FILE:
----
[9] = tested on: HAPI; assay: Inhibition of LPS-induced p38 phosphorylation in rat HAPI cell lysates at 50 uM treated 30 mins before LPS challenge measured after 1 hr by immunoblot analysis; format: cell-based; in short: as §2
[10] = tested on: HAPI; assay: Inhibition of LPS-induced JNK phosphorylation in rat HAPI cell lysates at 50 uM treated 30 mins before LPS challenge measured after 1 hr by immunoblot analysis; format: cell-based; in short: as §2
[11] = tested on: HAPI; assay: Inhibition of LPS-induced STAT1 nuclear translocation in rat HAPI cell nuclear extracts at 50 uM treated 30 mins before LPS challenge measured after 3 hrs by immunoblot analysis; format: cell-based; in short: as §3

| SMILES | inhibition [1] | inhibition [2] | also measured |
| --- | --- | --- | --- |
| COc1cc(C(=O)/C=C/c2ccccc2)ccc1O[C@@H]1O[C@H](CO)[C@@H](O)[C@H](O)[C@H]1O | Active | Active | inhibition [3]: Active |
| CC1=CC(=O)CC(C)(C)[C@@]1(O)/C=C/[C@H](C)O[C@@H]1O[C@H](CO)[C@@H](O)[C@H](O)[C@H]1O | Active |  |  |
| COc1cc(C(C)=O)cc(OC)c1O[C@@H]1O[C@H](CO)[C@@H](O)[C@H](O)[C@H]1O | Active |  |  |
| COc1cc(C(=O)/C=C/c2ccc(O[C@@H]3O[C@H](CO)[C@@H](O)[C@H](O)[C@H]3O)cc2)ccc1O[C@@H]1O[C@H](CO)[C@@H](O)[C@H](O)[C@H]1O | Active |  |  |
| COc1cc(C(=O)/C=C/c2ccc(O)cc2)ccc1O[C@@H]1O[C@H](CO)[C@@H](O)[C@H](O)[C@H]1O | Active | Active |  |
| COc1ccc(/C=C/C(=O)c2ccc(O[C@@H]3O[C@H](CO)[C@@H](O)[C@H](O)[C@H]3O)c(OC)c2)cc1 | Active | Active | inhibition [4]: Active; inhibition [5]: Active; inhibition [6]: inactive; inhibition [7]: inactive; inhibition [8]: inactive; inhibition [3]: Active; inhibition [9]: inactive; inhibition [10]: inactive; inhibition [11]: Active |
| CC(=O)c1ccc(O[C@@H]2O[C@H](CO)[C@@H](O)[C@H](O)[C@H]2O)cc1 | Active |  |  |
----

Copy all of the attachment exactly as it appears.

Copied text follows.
[9] = tested on: HAPI; assay: Inhibition of LPS-induced p38 phosphorylation in rat HAPI cell lysates at 50 uM treated 30 mins before LPS challenge measured after 1 hr by immunoblot analysis; format: cell-based; in short: as §2
[10] = tested on: HAPI; assay: Inhibition of LPS-induced JNK phosphorylation in rat HAPI cell lysates at 50 uM treated 30 mins before LPS challenge measured after 1 hr by immunoblot analysis; format: cell-based; in short: as §2
[11] = tested on: HAPI; assay: Inhibition of LPS-induced STAT1 nuclear translocation in rat HAPI cell nuclear extracts at 50 uM treated 30 mins before LPS challenge measured after 3 hrs by immunoblot analysis; format: cell-based; in short: as §3

| SMILES | inhibition [1] | inhibition [2] | also measured |
| --- | --- | --- | --- |
| COc1cc(C(=O)/C=C/c2ccccc2)ccc1O[C@@H]1O[C@H](CO)[C@@H](O)[C@H](O)[C@H]1O | Active | Active | inhibition [3]: Active |
| CC1=CC(=O)CC(C)(C)[C@@]1(O)/C=C/[C@H](C)O[C@@H]1O[C@H](CO)[C@@H](O)[C@H](O)[C@H]1O | Active |  |  |
| COc1cc(C(C)=O)cc(OC)c1O[C@@H]1O[C@H](CO)[C@@H](O)[C@H](O)[C@H]1O | Active |  |  |
| COc1cc(C(=O)/C=C/c2ccc(O[C@@H]3O[C@H](CO)[C@@H](O)[C@H](O)[C@H]3O)cc2)ccc1O[C@@H]1O[C@H](CO)[C@@H](O)[C@H](O)[C@H]1O | Active |  |  |
| COc1cc(C(=O)/C=C/c2ccc(O)cc2)ccc1O[C@@H]1O[C@H](CO)[C@@H](O)[C@H](O)[C@H]1O | Active | Active |  |
| COc1ccc(/C=C/C(=O)c2ccc(O[C@@H]3O[C@H](CO)[C@@H](O)[C@H](O)[C@H]3O)c(OC)c2)cc1 | Active | Active | inhibition [4]: Active; inhibition [5]: Active; inhibition [6]: inactive; inhibition [7]: inactive; inhibition [8]: inactive; inhibition [3]: Active; inhibition [9]: inactive; inhibition [10]: inactive; inhibition [11]: Active |
| CC(=O)c1ccc(O[C@@H]2O[C@H](CO)[C@@H](O)[C@H](O)[C@H]2O)cc1 | Active |  |  |